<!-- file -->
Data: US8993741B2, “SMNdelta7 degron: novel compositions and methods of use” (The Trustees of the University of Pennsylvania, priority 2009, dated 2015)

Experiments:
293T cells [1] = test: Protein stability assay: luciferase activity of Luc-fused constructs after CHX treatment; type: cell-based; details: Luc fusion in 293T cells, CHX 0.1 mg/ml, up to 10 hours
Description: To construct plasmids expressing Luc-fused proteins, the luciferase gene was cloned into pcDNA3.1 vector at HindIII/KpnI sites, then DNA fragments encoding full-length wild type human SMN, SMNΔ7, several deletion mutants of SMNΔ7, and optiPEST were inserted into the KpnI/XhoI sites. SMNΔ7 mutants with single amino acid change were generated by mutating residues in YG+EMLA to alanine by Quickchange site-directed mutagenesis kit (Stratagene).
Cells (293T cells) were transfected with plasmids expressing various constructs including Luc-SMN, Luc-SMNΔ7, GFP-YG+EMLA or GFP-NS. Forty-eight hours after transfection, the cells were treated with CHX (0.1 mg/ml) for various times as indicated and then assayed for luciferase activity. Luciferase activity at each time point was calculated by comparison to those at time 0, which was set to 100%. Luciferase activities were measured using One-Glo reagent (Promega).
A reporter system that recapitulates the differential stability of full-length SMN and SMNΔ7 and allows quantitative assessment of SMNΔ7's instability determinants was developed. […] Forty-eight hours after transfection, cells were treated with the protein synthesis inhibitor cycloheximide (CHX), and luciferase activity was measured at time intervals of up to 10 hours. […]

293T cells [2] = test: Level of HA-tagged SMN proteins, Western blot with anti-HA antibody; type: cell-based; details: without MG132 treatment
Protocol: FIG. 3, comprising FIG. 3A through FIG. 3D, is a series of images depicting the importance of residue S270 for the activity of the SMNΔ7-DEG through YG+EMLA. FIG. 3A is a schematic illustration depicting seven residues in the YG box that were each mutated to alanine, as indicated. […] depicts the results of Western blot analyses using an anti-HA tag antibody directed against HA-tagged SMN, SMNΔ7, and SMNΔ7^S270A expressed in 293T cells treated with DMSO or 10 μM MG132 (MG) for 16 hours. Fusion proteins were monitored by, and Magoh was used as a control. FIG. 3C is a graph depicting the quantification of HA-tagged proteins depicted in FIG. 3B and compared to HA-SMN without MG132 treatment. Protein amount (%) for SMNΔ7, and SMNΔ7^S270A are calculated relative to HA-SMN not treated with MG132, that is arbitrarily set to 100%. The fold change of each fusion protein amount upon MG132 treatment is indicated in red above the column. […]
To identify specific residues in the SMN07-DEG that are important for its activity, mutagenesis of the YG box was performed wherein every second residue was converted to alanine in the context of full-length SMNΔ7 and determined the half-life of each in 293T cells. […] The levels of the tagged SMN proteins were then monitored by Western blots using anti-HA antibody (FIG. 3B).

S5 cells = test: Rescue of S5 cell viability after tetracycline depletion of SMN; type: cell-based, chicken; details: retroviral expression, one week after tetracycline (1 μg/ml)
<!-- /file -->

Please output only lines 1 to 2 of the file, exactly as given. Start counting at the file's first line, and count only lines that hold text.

Data: US8993741B2, “SMNdelta7 degron: novel compositions and methods of use” (The Trustees of the University of Pennsylvania, priority 2009, dated 2015)

Experiments: